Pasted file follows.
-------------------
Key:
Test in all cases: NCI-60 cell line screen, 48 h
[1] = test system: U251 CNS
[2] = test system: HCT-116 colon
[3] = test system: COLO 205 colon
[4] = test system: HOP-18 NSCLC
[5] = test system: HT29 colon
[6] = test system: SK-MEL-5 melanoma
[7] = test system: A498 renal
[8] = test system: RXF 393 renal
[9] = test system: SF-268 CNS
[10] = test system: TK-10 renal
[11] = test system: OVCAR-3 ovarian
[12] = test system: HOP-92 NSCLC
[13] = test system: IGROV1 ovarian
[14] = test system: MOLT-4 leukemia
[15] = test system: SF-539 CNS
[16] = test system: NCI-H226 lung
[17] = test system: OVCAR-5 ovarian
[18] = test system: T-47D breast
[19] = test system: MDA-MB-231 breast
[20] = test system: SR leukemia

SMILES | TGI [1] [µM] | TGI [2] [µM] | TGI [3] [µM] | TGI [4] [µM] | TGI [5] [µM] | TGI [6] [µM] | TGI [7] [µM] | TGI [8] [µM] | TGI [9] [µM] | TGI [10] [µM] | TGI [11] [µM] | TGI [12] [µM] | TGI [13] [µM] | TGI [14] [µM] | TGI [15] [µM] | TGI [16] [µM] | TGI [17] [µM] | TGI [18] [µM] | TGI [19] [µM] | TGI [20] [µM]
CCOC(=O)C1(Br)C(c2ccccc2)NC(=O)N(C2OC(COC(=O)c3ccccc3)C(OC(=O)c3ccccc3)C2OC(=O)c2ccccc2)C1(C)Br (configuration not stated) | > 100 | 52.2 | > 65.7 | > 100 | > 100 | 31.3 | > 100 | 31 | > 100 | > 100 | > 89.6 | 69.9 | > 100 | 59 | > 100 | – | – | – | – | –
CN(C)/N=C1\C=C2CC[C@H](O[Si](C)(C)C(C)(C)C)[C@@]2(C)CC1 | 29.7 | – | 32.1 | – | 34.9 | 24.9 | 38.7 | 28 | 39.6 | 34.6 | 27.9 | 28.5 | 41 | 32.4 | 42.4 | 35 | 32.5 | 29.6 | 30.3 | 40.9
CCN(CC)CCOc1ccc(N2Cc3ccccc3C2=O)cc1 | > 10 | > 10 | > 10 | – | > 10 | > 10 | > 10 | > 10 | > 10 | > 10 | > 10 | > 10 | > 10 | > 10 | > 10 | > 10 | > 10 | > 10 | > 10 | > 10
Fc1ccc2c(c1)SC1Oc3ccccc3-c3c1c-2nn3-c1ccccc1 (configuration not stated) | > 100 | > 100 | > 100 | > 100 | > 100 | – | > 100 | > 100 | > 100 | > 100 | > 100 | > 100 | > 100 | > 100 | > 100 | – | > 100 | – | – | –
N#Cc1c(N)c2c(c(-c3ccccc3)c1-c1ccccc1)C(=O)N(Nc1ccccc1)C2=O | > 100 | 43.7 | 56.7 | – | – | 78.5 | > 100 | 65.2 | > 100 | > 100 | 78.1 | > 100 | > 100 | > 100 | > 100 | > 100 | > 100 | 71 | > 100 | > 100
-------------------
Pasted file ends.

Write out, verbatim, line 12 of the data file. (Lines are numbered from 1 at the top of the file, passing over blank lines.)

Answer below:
[10] = test system: TK-10 renal